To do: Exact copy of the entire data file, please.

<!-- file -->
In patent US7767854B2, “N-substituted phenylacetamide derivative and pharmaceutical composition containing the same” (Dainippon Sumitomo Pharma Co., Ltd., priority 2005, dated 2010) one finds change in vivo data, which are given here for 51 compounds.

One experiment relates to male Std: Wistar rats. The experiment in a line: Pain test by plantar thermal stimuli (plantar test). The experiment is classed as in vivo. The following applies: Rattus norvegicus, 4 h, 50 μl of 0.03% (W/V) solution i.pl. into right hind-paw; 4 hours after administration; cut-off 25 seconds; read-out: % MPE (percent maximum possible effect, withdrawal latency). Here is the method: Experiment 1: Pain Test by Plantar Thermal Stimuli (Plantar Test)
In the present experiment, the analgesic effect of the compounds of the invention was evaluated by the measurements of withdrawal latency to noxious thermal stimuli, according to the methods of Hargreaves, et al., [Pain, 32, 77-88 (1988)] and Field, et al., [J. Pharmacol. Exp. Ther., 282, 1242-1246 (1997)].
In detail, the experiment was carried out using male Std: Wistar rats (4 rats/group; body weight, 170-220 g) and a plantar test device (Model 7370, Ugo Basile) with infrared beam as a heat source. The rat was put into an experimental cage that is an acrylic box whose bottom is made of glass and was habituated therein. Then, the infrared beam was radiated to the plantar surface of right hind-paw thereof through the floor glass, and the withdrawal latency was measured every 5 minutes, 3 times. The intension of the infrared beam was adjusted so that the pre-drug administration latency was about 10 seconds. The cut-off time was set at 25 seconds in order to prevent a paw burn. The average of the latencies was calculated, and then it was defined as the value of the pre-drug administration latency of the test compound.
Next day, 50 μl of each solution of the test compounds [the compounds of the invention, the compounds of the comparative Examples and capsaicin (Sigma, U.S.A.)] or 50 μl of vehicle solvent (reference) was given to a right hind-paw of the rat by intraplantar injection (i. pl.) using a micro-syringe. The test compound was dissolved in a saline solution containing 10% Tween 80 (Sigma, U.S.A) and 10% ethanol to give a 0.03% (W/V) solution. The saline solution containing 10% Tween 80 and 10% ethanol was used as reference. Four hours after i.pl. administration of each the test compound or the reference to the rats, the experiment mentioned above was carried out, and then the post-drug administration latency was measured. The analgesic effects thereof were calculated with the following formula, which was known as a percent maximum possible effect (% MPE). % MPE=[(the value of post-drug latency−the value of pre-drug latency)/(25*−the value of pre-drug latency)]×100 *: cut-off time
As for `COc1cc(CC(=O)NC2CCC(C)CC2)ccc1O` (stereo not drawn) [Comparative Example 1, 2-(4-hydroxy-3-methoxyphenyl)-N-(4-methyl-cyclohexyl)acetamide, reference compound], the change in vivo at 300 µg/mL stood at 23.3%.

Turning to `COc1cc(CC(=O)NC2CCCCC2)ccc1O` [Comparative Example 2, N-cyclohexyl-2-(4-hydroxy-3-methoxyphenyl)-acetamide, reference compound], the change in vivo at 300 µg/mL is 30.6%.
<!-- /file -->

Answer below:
In patent US7767854B2, “N-substituted phenylacetamide derivative and pharmaceutical composition containing the same” (Dainippon Sumitomo Pharma Co., Ltd., priority 2005, dated 2010) one finds change in vivo data, which are given here for 51 compounds.

One experiment relates to male Std: Wistar rats. The experiment in a line: Pain test by plantar thermal stimuli (plantar test). The experiment is classed as in vivo. The following applies: Rattus norvegicus, 4 h, 50 μl of 0.03% (W/V) solution i.pl. into right hind-paw; 4 hours after administration; cut-off 25 seconds; read-out: % MPE (percent maximum possible effect, withdrawal latency). Here is the method: Experiment 1: Pain Test by Plantar Thermal Stimuli (Plantar Test)
In the present experiment, the analgesic effect of the compounds of the invention was evaluated by the measurements of withdrawal latency to noxious thermal stimuli, according to the methods of Hargreaves, et al., [Pain, 32, 77-88 (1988)] and Field, et al., [J. Pharmacol. Exp. Ther., 282, 1242-1246 (1997)].
In detail, the experiment was carried out using male Std: Wistar rats (4 rats/group; body weight, 170-220 g) and a plantar test device (Model 7370, Ugo Basile) with infrared beam as a heat source. The rat was put into an experimental cage that is an acrylic box whose bottom is made of glass and was habituated therein. Then, the infrared beam was radiated to the plantar surface of right hind-paw thereof through the floor glass, and the withdrawal latency was measured every 5 minutes, 3 times. The intension of the infrared beam was adjusted so that the pre-drug administration latency was about 10 seconds. The cut-off time was set at 25 seconds in order to prevent a paw burn. The average of the latencies was calculated, and then it was defined as the value of the pre-drug administration latency of the test compound.
Next day, 50 μl of each solution of the test compounds [the compounds of the invention, the compounds of the comparative Examples and capsaicin (Sigma, U.S.A.)] or 50 μl of vehicle solvent (reference) was given to a right hind-paw of the rat by intraplantar injection (i. pl.) using a micro-syringe. The test compound was dissolved in a saline solution containing 10% Tween 80 (Sigma, U.S.A) and 10% ethanol to give a 0.03% (W/V) solution. The saline solution containing 10% Tween 80 and 10% ethanol was used as reference. Four hours after i.pl. administration of each the test compound or the reference to the rats, the experiment mentioned above was carried out, and then the post-drug administration latency was measured. The analgesic effects thereof were calculated with the following formula, which was known as a percent maximum possible effect (% MPE). % MPE=[(the value of post-drug latency−the value of pre-drug latency)/(25*−the value of pre-drug latency)]×100 *: cut-off time
As for `COc1cc(CC(=O)NC2CCC(C)CC2)ccc1O` (stereo not drawn) [Comparative Example 1, 2-(4-hydroxy-3-methoxyphenyl)-N-(4-methyl-cyclohexyl)acetamide, reference compound], the change in vivo at 300 µg/mL stood at 23.3%.

Turning to `COc1cc(CC(=O)NC2CCCCC2)ccc1O` [Comparative Example 2, N-cyclohexyl-2-(4-hydroxy-3-methoxyphenyl)-acetamide, reference compound], the change in vivo at 300 µg/mL is 30.6%.